168993_Zimbabwe 110427 v2
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[4 LINKS] Teaser An early presidential election in Zimbabwe is likely, but if it happens, it will be a controversial affair. Zimbabwe's Presidential Election Controversy Editor's Note: This is part one of a series on Zimbabwe's possible early presidential election. It will provide a background on the elections, which are apt to be marred by controversy. Part two will compare and contrast the situation in Zimbabwe with recent developments in Ivory Coast, where a contested presidential election recently led to the downfall of former President Laurent Gbagbo. Part three will explore the role in Zimbabwe of South Africa, which will be the key player in shaping any postMugabe government. Zimbabwe's ruling Zimbabwe African National Union-Patriotic Front (ZANU-PF) is pushing for an early presidential election, possibly as early as the coming months, though no date has been set. ZANU-PF has experienced resistance, however, from the opposition MDC, which would like to avoid new elections until at least 2012. The government of President Robert Mugabe, who has ruled Zimbabwe with his ZANUPF since independence from the United Kingdom in 1980, is not constitutionally required to hold a presidential election until 2013. Determining whether Zimbabwe will hold a presidential election early is currently the subject of an intense political struggle. As holding a new presidential election sooner rather than later benefits the ZANUPF, early elections can be expected. The elections will be marred by controversy, however, and this time around, are likely to draw intense African -- in addition to the predictable international -- scrutiny. Mugabe and the Advantage of Incumbency Mugabe is 87 years old, and increasingly has made trips abroad, notably to Singapore, for medical evaluations. Uncertainties regarding Mugabe's longevity are not lost on his supporters when calculating how best to maintain their hold on power. According to the Zimbabwean Constitution, should the president die or resign, the incumbent party names his successor, who will finish out the remainder of the existing term. Were early elections not held and Mugabe died or otherwise left office before 2013, ZANU-PF thus would name the person who would finish out his term. Holding the presidential election early would re-set the five year timetable. Thus, if Zimbabwe held a presidential election in 2011 and Mugabe were re-elected for what would be his a seventh term, the party would rule the presidency until 2016 regardless of when Mugabe actually left office. This suggests the ZANU-PF would call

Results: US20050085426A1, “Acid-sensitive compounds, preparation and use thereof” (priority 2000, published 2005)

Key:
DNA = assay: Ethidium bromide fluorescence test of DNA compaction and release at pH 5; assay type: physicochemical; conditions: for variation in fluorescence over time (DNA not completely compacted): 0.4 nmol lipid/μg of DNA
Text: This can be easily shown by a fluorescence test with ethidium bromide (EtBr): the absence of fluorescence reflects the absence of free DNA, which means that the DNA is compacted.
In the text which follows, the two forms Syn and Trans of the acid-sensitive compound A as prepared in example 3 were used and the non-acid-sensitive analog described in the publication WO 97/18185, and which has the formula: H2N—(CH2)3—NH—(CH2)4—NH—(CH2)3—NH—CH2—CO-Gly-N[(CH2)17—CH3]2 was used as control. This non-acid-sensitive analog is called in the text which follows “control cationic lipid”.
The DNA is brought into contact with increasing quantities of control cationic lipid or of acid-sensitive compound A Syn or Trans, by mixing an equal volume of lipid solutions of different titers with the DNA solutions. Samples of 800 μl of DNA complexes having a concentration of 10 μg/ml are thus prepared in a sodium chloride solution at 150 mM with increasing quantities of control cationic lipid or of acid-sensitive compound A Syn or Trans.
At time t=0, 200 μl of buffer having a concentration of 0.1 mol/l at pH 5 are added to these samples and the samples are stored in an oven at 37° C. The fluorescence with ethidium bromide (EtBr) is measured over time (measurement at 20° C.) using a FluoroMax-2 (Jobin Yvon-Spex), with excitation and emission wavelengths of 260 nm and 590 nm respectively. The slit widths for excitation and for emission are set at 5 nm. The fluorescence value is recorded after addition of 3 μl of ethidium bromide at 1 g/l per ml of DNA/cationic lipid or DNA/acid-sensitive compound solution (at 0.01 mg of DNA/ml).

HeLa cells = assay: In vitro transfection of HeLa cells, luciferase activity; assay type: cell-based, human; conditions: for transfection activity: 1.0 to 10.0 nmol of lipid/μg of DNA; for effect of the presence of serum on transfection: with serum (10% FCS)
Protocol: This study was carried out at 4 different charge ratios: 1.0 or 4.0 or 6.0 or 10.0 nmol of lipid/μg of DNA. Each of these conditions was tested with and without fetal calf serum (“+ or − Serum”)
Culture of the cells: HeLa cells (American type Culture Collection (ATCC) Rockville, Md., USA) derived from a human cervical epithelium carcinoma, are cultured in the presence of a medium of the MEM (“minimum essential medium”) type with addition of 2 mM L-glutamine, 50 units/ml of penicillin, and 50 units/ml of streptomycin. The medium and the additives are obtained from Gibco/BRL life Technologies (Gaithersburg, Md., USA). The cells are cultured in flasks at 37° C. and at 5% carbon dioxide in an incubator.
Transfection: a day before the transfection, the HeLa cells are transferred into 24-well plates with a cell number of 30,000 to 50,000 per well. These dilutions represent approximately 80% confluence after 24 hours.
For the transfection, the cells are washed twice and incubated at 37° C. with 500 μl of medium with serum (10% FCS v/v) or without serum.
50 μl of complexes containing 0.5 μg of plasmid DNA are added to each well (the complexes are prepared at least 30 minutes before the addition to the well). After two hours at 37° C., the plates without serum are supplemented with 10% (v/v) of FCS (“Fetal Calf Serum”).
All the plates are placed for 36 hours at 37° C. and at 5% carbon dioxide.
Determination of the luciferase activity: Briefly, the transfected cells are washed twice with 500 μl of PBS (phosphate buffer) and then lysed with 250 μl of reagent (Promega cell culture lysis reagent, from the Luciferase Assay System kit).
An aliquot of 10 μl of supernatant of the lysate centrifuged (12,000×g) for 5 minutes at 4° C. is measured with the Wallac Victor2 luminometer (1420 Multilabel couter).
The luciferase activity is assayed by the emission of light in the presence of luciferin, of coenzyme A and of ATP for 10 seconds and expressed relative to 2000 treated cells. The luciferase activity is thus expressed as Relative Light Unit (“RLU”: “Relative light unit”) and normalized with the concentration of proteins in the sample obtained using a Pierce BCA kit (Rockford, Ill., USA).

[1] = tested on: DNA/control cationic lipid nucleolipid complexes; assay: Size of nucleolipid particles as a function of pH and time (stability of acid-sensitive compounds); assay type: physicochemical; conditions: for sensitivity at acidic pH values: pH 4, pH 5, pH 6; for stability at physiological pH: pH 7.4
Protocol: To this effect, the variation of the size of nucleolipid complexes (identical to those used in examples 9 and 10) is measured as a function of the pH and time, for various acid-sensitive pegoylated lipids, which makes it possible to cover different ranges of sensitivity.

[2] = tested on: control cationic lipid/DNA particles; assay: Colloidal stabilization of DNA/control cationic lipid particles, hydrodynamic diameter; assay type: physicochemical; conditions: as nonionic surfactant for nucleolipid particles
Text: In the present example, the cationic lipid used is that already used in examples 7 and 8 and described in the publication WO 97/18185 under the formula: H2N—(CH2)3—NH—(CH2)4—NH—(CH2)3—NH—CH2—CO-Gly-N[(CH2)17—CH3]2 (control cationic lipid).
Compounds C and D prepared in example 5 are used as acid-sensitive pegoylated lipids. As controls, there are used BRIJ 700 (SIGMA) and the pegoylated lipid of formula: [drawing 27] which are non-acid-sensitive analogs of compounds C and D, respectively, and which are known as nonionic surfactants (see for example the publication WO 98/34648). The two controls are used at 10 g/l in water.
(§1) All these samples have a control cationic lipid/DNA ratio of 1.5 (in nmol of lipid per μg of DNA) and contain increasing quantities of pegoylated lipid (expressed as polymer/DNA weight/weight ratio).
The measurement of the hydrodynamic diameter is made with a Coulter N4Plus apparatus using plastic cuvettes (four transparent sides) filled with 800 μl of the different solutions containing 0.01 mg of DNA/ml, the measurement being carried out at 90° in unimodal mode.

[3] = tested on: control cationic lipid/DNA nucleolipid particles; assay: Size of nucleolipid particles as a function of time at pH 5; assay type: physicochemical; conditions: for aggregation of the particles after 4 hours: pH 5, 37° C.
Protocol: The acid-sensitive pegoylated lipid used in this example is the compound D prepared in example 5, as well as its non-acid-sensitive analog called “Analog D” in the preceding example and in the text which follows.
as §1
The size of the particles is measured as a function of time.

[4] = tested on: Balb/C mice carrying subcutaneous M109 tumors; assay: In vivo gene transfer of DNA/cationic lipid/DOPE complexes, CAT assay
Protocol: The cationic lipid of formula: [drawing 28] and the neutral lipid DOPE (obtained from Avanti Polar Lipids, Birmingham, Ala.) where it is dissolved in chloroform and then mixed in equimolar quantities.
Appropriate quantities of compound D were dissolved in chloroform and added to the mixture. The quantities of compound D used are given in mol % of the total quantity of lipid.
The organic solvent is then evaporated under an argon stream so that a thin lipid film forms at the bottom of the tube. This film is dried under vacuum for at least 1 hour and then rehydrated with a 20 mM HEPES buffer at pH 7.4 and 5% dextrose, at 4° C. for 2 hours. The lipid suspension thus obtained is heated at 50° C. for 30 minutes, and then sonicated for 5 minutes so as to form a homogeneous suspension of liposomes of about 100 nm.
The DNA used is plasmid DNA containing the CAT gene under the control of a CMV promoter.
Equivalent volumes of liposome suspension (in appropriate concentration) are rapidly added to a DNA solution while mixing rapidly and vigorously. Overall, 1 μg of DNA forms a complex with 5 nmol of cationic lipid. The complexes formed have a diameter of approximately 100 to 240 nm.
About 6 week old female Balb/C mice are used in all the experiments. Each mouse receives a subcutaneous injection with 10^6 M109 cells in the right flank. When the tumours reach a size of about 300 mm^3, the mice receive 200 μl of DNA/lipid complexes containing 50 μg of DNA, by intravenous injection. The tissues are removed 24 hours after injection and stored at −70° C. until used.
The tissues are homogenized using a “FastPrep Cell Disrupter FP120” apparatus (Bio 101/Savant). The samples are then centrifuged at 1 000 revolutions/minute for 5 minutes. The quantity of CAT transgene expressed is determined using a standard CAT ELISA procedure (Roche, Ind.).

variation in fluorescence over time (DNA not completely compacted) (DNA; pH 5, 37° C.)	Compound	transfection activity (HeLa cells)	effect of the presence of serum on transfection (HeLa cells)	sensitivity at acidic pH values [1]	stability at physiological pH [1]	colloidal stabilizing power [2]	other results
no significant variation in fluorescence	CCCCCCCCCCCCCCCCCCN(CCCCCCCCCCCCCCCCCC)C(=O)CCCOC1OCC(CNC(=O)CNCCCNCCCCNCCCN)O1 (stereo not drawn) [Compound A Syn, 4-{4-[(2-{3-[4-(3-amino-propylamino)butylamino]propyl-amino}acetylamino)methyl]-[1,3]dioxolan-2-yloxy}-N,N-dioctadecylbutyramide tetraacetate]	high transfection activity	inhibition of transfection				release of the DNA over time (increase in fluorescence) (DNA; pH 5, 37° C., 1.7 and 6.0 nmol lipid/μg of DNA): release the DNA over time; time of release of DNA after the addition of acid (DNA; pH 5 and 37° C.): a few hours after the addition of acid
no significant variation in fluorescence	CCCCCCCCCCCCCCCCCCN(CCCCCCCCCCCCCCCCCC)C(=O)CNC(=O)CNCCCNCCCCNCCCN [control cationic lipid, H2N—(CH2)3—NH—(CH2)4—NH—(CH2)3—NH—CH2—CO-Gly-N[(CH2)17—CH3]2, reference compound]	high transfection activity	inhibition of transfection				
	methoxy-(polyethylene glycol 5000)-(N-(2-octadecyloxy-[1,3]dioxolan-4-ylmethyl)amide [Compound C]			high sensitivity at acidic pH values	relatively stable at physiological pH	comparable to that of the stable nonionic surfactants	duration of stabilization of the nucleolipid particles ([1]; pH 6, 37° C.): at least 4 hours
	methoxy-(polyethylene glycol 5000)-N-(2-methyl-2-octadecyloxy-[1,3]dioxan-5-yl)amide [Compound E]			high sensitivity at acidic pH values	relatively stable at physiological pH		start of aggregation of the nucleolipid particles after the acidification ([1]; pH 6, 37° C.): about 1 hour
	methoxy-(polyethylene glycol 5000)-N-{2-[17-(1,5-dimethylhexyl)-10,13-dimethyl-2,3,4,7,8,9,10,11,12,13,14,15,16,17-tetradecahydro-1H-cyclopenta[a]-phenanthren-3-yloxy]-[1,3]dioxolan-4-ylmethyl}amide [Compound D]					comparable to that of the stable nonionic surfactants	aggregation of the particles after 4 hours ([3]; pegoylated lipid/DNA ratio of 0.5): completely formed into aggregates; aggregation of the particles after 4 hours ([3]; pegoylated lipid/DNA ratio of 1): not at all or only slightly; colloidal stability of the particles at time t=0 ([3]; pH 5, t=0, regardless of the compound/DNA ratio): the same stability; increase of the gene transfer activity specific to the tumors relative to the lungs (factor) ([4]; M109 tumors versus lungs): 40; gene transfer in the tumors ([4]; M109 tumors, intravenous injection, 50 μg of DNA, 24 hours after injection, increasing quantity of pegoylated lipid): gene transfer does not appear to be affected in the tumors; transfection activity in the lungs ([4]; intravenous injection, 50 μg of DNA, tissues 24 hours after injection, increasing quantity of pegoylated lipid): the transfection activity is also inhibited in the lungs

elections sooner rather than later if it had serious concerns regarding Mugabe's health. He is the party's undisputed champion with universal recognition, something his rivals within his party do not possess, and hence represents its best shot at holding on to the presidency. ZANU-PF calculations also will be influenced by the current weakness of the opposition Movement for Democratic Change (MDC). The MDC is still split into two factions, one led by Prime Minister Morgan Tsvangirai and the other led by Welshman Ncube. The splits have prevented the opposition from taking advantage of ZANU-PF's failure to comply with the terms of a coalition government agreement reached in 2009. Election Controversy and the Outside Response If Zimbabwe's last national elections are any guide, the current elections are likely to be controversial. ZANU-PF initially relaxed during the 2008 parliamentary and presidential election campaigns only to